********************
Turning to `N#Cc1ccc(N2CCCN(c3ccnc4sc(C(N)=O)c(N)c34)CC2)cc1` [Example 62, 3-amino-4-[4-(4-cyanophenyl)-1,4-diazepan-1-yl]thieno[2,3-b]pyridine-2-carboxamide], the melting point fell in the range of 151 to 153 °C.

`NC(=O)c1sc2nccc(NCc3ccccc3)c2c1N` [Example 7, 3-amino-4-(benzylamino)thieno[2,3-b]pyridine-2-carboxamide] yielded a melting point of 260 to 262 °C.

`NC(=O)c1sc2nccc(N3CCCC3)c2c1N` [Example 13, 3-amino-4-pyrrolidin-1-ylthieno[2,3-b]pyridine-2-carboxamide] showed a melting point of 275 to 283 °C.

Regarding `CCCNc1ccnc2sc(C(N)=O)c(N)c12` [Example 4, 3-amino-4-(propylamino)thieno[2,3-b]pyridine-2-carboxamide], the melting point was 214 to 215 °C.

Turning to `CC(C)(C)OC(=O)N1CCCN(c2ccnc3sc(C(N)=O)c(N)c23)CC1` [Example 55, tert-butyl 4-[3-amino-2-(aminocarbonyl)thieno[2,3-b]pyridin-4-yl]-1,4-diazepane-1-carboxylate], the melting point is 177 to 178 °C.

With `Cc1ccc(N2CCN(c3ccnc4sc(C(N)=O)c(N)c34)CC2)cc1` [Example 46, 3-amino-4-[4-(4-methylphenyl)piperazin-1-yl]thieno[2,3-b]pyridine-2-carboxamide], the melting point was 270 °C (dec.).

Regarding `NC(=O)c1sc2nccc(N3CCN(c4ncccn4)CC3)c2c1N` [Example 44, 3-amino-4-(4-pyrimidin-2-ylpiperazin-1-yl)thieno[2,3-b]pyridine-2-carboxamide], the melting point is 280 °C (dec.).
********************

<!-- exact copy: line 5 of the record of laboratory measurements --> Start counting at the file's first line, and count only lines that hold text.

Turning to `CC(C)(C)OC(=O)N1CCCN(c2ccnc3sc(C(N)=O)c(N)c23)CC1` [Example 55, tert-butyl 4-[3-amino-2-(aminocarbonyl)thieno[2,3-b]pyridin-4-yl]-1,4-diazepane-1-carboxylate], the melting point is 177 to 178 °C.